Island hopping is another attraction and boats can be easily hired for trips to Phang Nga Bay to discover the myths surrounding the formation of the mountainous limestone karsts which are scattered across the bay, Krabi province and The Phi Phi Islands which boasts beautiful bays with colorful coral formations and marine life, and offer excellent conditions for diving and snorkeling.
A more adventurous full day excursion can be made to The national park of the Similan Islands, 140 square kilometers in total, 14 of those being land in the shape of an archipelago consisting of nine islands. There is an enormous diversity in species - both in fish and corals. The visibility is the best you will find in Thailand. You will see plenty of colorful fish such as lionfish and clownfish (Nemo), and if you're lucky you may spot a bigger one like a manta or even a whale shark.
Elephant riding is a good way to support the remaining domesticated elephants of Thailand and their mahout, is fairly cheap, and can be an interesting new experience. The elephants are well trained, and you can tip the mahout by giving the money to the elephant who will hand it to the mahout with its trunk.
Visit the Gibbon Rehabilitation Project by the beautiful Bang Pae waterfall. They have a visitor centre manned by Western volunteers and English speaking Thai staff who will talk to you about the project. Talks are free, but please support the project by buying a souvenir, sponsoring a gibbon or giving a donation. Don't have your photo taken with a captive gibbon in Phuket or on the beaches.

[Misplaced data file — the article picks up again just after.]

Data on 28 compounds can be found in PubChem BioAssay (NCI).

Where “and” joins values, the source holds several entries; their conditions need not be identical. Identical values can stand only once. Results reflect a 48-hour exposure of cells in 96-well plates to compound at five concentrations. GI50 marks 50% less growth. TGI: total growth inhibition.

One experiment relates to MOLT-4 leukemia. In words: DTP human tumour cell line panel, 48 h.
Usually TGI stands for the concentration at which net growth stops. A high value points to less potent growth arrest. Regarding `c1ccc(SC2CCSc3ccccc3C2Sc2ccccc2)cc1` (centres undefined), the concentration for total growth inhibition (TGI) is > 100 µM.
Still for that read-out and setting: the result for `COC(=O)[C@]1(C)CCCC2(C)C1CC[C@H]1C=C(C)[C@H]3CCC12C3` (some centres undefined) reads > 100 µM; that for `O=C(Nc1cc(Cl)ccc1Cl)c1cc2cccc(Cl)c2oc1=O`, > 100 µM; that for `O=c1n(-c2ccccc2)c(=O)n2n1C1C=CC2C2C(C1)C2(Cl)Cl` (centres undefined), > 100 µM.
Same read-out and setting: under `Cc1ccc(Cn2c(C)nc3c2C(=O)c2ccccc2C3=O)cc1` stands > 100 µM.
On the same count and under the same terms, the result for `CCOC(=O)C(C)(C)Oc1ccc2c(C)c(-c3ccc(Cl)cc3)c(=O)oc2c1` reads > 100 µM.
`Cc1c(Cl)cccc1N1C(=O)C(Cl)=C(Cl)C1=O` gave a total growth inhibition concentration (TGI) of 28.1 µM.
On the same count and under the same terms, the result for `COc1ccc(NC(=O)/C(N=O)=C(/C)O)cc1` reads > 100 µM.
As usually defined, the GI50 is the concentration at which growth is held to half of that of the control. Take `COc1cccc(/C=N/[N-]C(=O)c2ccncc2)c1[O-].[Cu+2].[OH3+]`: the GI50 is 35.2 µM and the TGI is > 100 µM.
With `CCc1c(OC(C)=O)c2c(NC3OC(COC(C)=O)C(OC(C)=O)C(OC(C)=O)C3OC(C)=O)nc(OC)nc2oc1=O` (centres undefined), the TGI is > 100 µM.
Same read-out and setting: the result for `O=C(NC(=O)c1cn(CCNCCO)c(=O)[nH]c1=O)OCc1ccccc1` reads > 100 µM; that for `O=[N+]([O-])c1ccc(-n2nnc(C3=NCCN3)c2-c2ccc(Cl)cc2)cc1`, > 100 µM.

For more activities and attractions, see our Top 10 Recommendations
The golf courses of Phuket are of international standard. Each one has its own particular challenges and scenic splendour that only Phuket can offer. Discount green fee are available by booking through Phuket golf booking agencies.
Most beach resorts have their own restaurants and there is vast and varied choice of places to eat, drink and enjoy. Fresh seafood, spicy curries and tropical fruits are the natural specialties of Phuket, though you will find menus sufficiently varied to cater to all tastes. International favorites as well as spicy Thai dishes are available. We recommended you to use the Dining Guide Where to Eat in Phuket as a reference when selecting your evening venue. Local markets and restaurants also offer great value for money with their traditional Thai food and specialties from all regions of the country.
Phuket has, like most of Thailands major tourist destinations, turned into a spa paradise in the region. The island boasts of world class spas, retreats and yoga centres offering luxurious and rejuvenating body and facial treatments, aromatic steam baths, spa cusine, yoga, and so much more. Please visit Distinctive Spas for more information.
Thailand, and therefore Phuket, is fast becoming a country to be visited all year round.
The 'dry' season is from November till May. Temperatures average 30 degrees year round. The 'green' season is from May to October when temperatures are around the 25 to 30 degree mark.
All in all, Phuket, like most of Thailand, is a place for all seasons.
For more information please view weather and climate on Phuket.